Canadian retailers need to prepare for new bank notes
By CO Staff @canadaone | June 19, 2012
As the Bank of Canada brings new polymer notes into circulation, Canadian retailers need to make sure that their equipment and staff are prepared to handle the new bills.
The $50 and $100 notes are already in circulation and the $20 note will be released this fall. Retailers should expect to see the $10 and $5 notes in circulation by the end of 2013.
Equipment like cash counters, ABMs, self-serve checkouts or vending machines may need to be upgraded or replaced to process the new notes and staff will need to be trained to recognize the enhanced security features on the new bills.
Security features on the new $20 polymer bank note (front)
Security features on the new $20 polymer bank note (back)
Here is an overview of nine things the Bank of Canada recommends checking to spot counterfeit notes.
Feel: the new notes have raised ink on the large number, shoulders of the portrait and the words "Bank of Canada" and "Banque du Canada."
Window: on the new notes you will see a window with a metallic portrait and building. This window should be partially transparent.
Metallic portrait: the portrait in the window should match the larger portrait on the bank note.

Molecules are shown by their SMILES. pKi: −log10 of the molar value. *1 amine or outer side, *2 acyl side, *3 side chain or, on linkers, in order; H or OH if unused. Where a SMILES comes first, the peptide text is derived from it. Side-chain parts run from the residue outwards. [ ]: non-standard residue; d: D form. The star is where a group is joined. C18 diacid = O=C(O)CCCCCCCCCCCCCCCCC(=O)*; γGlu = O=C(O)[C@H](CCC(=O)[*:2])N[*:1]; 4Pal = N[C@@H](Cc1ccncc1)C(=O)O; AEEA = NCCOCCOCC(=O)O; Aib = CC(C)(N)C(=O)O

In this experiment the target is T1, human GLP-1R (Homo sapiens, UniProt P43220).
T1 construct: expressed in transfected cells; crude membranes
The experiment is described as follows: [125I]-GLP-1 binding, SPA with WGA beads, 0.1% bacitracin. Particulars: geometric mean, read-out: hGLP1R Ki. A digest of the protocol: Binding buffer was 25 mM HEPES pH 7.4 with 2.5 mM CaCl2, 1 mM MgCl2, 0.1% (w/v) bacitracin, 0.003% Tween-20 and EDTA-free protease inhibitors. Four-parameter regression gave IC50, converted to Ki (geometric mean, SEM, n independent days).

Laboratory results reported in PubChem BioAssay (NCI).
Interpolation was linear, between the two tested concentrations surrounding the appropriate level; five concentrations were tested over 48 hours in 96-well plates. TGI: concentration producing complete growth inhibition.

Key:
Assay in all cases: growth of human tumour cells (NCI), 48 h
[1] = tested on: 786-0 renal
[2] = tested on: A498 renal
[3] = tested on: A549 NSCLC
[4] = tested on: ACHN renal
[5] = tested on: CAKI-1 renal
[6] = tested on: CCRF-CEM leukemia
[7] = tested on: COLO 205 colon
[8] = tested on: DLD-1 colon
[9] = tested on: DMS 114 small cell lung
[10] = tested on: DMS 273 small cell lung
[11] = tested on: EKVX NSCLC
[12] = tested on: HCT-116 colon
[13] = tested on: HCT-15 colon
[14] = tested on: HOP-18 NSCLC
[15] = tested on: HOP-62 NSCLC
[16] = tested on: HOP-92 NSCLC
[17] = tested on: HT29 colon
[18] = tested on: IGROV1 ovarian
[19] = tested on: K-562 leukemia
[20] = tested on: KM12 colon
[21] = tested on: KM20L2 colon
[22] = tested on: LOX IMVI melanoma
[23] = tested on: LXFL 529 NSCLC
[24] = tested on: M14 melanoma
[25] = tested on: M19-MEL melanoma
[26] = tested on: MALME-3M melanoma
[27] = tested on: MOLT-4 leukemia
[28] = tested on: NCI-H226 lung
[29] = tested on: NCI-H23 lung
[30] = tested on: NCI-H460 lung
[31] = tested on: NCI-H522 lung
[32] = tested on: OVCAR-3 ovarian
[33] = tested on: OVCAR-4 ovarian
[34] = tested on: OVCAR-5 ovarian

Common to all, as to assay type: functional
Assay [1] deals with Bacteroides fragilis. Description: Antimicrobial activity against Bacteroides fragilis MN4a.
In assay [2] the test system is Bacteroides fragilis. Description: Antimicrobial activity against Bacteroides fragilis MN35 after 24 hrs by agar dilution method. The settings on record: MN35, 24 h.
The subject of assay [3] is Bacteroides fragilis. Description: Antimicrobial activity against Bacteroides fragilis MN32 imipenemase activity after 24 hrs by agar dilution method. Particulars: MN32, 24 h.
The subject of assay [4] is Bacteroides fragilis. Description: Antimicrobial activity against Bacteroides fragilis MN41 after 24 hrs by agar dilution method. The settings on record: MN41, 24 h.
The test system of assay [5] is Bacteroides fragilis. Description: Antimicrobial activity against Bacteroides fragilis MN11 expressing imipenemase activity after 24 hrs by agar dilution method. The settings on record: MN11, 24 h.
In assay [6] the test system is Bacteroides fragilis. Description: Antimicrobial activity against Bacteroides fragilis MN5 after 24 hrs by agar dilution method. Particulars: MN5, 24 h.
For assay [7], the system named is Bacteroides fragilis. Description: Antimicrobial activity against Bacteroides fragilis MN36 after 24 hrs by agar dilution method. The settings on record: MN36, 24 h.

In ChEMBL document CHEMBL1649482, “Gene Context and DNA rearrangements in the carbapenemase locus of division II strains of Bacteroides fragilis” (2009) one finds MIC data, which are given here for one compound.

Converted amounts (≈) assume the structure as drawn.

Metallic building: if you tilt the note, you should see a sharp colour change in the metallic building shown in the window.
Matching numbers: the small numbers in the window (which will be shown normally and in reverse) should match the denomination of the note.
Transparent "Canada": the window has the word Canada which is transparent and should feel slightly raised.
Maple leaves: the window has a border of maple leaves, some of which should cross into the window.
Frosted maple leaf: when you look at the frosted maple leaf window, its outline should be transparent.
Hidden numbers: on the flip side of the note, you should see hidden numbers in the frosted maple leaf.
To facilitate the phasing out of older paper notes, the Bank of Canada is encouraging businesses to separate polymer and paper notes in the till and bank deposit.
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